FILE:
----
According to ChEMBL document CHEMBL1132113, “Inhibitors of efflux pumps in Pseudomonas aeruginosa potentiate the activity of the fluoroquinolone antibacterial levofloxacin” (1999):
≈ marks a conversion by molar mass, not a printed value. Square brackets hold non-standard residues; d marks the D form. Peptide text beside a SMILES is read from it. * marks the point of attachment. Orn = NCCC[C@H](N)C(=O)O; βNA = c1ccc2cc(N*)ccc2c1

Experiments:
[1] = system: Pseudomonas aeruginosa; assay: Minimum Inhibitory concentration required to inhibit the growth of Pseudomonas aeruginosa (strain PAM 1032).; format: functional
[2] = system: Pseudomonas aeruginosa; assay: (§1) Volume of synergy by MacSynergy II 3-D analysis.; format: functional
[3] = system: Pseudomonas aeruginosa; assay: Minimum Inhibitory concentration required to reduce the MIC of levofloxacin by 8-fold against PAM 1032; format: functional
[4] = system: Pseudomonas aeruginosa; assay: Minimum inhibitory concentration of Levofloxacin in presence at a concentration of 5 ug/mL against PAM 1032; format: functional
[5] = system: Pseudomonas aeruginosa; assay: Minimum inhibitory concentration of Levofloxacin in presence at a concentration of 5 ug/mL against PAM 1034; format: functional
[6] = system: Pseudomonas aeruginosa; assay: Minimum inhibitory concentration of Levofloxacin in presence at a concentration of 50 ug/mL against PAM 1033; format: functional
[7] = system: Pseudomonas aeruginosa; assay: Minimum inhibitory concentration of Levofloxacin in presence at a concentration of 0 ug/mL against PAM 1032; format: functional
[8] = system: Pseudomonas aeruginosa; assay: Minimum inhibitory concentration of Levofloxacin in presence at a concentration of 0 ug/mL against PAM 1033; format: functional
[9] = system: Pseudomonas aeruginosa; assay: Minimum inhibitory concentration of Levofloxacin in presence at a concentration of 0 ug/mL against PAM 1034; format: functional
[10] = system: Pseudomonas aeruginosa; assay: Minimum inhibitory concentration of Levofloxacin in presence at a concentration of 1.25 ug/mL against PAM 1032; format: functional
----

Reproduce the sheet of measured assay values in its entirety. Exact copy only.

According to ChEMBL document CHEMBL1132113, “Inhibitors of efflux pumps in Pseudomonas aeruginosa potentiate the activity of the fluoroquinolone antibacterial levofloxacin” (1999):
≈ marks a conversion by molar mass, not a printed value. Square brackets hold non-standard residues; d marks the D form. Peptide text beside a SMILES is read from it. * marks the point of attachment. Orn = NCCC[C@H](N)C(=O)O; βNA = c1ccc2cc(N*)ccc2c1

Experiments:
[1] = system: Pseudomonas aeruginosa; assay: Minimum Inhibitory concentration required to inhibit the growth of Pseudomonas aeruginosa (strain PAM 1032).; format: functional
[2] = system: Pseudomonas aeruginosa; assay: (§1) Volume of synergy by MacSynergy II 3-D analysis.; format: functional
[3] = system: Pseudomonas aeruginosa; assay: Minimum Inhibitory concentration required to reduce the MIC of levofloxacin by 8-fold against PAM 1032; format: functional
[4] = system: Pseudomonas aeruginosa; assay: Minimum inhibitory concentration of Levofloxacin in presence at a concentration of 5 ug/mL against PAM 1032; format: functional
[5] = system: Pseudomonas aeruginosa; assay: Minimum inhibitory concentration of Levofloxacin in presence at a concentration of 5 ug/mL against PAM 1034; format: functional
[6] = system: Pseudomonas aeruginosa; assay: Minimum inhibitory concentration of Levofloxacin in presence at a concentration of 50 ug/mL against PAM 1033; format: functional
[7] = system: Pseudomonas aeruginosa; assay: Minimum inhibitory concentration of Levofloxacin in presence at a concentration of 0 ug/mL against PAM 1032; format: functional
[8] = system: Pseudomonas aeruginosa; assay: Minimum inhibitory concentration of Levofloxacin in presence at a concentration of 0 ug/mL against PAM 1033; format: functional
[9] = system: Pseudomonas aeruginosa; assay: Minimum inhibitory concentration of Levofloxacin in presence at a concentration of 0 ug/mL against PAM 1034; format: functional
[10] = system: Pseudomonas aeruginosa; assay: Minimum inhibitory concentration of Levofloxacin in presence at a concentration of 1.25 ug/mL against PAM 1032; format: functional